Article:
With the NCAA Tournament and the NIT kicking into gear this week, sports are certainly in the air at our house. We've dabbled a bit in sports books by Jake Maddox and Matt Christopher, but I've wondered what else might be out there for young sports enthusiasts.
Turns out, Dean Schneider offered some ideas in his article "What Makes a Good Sports Novel?" (pp. 68-72) in the January/February 2011 issue of The Horn Book Magazine. For Schneider, "all good sports novels start --- with the game" --- as well they should! He notes that for older teen readers, sports books need to be "honest novels with mature content ... that ... reflect the world as they are beginning to experience it." For the younger set, he believes that sports books "work best when they even more closely mirror the age, lives, and interests of their fans." He calls for authors of sports novels to write "with an emphasis on active verbs and concrete nouns and spare sentences that dance" and he points out that such "writing can demonstrate the power of story, the power of good writing on subjects kids care about." Ultimately, he thinks that the best we can hope for for young readers are "stories by writers who care enough to make the words matter." Yes please!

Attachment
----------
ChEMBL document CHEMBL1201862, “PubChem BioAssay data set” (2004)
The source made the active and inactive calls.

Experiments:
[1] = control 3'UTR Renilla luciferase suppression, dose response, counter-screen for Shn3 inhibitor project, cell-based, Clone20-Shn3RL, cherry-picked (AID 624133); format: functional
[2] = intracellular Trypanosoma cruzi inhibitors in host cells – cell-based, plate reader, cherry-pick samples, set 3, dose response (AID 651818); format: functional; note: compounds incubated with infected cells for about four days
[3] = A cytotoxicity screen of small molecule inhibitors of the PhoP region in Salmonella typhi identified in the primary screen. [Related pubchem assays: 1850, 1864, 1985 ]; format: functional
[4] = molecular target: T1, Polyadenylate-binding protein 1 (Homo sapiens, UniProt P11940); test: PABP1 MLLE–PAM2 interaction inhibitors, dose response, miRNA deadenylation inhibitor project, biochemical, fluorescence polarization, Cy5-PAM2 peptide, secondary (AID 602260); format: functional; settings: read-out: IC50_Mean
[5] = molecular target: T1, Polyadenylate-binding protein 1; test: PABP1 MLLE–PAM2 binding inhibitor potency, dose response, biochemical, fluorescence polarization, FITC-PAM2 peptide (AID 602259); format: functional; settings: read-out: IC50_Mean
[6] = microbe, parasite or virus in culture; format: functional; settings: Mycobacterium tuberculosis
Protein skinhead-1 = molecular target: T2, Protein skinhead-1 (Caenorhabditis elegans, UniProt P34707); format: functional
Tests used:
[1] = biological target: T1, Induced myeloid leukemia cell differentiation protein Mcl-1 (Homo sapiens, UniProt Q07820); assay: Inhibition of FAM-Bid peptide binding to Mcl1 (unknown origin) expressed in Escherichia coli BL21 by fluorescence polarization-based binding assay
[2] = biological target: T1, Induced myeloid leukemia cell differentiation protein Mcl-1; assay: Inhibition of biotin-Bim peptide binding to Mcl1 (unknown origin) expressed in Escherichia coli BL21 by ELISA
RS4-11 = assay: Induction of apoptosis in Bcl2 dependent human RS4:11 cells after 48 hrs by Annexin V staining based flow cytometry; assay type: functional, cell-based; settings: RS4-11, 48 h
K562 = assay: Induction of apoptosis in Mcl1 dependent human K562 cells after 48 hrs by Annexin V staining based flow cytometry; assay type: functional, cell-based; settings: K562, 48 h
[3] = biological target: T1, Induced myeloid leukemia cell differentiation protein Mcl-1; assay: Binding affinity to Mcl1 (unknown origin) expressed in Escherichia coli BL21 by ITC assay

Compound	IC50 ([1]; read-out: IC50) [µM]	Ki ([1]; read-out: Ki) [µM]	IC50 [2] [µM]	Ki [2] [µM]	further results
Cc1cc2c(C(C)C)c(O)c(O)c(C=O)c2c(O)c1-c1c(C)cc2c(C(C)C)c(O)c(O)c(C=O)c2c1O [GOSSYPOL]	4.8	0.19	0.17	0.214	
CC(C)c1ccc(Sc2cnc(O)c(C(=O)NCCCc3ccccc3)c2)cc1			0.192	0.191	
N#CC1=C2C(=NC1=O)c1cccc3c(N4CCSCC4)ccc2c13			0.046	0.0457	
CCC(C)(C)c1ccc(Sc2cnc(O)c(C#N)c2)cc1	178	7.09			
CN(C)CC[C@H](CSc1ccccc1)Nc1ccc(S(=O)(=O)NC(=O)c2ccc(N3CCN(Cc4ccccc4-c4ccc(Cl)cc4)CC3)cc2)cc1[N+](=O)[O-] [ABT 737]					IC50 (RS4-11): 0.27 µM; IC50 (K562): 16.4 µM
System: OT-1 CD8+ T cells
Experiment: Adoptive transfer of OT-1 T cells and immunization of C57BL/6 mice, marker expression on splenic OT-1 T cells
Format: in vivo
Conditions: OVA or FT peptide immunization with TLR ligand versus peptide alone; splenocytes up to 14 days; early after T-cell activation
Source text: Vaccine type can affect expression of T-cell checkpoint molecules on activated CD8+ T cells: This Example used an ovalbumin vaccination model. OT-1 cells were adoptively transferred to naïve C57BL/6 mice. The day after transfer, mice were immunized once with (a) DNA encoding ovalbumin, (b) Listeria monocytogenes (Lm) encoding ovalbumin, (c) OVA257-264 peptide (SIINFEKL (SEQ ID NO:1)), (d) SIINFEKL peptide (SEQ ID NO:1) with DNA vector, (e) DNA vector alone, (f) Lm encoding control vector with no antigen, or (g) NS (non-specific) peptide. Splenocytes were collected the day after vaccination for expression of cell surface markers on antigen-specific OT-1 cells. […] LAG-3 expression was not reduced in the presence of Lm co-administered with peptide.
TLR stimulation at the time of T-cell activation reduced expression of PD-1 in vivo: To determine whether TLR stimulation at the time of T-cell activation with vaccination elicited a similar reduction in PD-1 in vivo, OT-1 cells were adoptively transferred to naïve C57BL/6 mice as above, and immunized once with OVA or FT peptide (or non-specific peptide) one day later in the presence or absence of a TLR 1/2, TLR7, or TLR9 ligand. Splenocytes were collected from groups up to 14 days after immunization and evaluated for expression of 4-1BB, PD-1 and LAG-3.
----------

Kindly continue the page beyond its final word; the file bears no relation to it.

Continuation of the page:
So what does Schneider recommend? Here is a sampling for the 9-12 age group*:
Youngest readers in the age group (2nd, 3rd Grade):
General 9-12 Age Group:
*As with all books for children, these titles should be reviewed for content by parents to be certain that the ideas/issues discussed are acceptable in your family.